A gray slay sculpture of an abstract human bust
Photo: Max Cohen

Creating and Connecting in an Online Art Class

Over four weeks this spring, a small group logged on to a Saturday morning art workshop — organized by Donato Mallano and hosted by Trinity’s Congregational Arts committee — to learn the basics of clay sculpture, deepen their understanding of creativity, and enjoy time together.

For teaching artist Max Cohen, who led the workshop accompanied by cellist Jacob Cohen, it was a time to “free each person to explore the ebb and flow of their inner lives” while being supported by one another in a group environment.

Trinity parishioner David Elliott, who joined with his family — Megan, Taylor, and Jack — saw the workshop as a chance to do something engaging together.

A set of four sculpture heads — two blue, one green, and one brown — by the Elliot family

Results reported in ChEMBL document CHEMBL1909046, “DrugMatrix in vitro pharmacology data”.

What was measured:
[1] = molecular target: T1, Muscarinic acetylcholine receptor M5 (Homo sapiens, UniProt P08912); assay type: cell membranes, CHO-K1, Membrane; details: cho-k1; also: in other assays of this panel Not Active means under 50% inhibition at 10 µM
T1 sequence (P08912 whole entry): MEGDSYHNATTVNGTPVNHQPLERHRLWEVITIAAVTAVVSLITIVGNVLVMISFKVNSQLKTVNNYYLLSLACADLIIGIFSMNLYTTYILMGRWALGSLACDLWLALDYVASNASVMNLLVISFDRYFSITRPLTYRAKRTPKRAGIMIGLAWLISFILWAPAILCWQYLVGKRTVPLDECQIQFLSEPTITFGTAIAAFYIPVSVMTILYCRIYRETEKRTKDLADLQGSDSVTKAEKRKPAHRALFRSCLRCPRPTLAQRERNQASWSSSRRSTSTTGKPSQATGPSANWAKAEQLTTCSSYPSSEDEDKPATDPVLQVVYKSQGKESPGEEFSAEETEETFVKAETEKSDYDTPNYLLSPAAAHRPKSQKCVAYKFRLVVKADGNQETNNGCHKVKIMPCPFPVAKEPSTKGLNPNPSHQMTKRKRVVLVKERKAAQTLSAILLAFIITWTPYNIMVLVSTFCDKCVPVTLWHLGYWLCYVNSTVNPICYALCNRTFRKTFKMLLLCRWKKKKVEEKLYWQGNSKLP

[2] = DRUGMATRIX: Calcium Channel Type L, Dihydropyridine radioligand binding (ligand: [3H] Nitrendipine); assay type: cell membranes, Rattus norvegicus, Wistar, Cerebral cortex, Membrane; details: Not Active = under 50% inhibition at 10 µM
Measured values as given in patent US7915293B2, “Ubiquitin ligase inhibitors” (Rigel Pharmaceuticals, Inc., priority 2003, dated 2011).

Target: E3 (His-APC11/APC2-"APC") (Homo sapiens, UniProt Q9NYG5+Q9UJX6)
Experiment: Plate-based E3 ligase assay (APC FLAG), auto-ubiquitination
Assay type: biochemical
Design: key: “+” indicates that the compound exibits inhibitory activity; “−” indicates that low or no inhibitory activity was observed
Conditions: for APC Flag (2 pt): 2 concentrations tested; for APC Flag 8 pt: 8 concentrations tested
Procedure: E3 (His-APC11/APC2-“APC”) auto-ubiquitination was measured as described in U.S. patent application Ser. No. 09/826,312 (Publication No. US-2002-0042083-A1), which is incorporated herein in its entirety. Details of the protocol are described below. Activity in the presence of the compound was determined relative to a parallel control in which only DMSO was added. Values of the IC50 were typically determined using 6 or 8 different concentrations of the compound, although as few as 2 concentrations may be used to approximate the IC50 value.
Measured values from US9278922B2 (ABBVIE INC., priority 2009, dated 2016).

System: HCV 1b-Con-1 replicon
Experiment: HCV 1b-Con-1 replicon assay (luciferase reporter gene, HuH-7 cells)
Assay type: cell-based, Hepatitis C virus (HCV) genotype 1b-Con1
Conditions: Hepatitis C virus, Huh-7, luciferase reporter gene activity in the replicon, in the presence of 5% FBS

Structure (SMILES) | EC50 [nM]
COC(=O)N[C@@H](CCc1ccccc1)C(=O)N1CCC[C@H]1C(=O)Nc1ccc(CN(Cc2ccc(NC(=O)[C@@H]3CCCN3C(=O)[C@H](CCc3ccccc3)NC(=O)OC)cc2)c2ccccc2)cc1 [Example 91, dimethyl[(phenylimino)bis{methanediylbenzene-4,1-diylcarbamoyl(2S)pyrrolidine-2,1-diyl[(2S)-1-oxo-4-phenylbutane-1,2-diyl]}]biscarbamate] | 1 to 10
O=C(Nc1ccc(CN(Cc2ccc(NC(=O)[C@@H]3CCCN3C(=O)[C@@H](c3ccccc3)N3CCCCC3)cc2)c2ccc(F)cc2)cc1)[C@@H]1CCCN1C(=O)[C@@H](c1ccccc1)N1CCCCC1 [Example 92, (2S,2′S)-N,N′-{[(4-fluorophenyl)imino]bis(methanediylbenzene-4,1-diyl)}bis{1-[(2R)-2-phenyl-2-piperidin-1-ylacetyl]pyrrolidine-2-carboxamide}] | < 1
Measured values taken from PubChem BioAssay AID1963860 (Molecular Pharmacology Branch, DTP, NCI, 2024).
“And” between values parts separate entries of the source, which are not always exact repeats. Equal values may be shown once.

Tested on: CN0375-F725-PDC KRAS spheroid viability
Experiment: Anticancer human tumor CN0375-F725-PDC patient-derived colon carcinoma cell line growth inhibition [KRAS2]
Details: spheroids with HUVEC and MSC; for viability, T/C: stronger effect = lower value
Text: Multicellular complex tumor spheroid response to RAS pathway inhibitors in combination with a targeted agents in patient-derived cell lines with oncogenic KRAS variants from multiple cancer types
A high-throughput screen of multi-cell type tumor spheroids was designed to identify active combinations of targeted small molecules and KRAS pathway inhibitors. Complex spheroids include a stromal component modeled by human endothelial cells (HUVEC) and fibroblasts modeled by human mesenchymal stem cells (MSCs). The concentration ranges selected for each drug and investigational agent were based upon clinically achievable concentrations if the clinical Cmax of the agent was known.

Sculptures: The Elliott Family

“There were no to-dos. There were no rules. There was no right or wrong answer. We just laughed at our work and fumbling, encouraged each other on, and celebrated the outcome, whatever it turned out to be."

“We really got to be present and authentic with each other,” said David, “which is sometimes difficult to do with a busy New York City family.”

Live music improvised by Jacob Cohen was integral to the group creative process and helped set an encouraging, judgement-free tone.

“Music allows us to demonstrate our philosophy of embracing intuitive creation while still leaving the creative decisions open-ended for the participants,” said Max.

According to David, it worked.

“I was amazed at how this workshop brought me to explore, face, question, and eventually express my own creativity,” said David. “The instruction, pace, and musical accompaniment allowed me to simply be with my creating.”

With many of us processing individual and collective grief, feeling anxious about a new normal, or languishing, practicing creativity allows us to reflect on what we’ve been through, express what we’re feeling, and even imagine new possibilities.

“Creativity is when we allow ourselves the freedom to find a new path toward reflecting our feelings in the world around us,” said Max. “Creativity is growth.”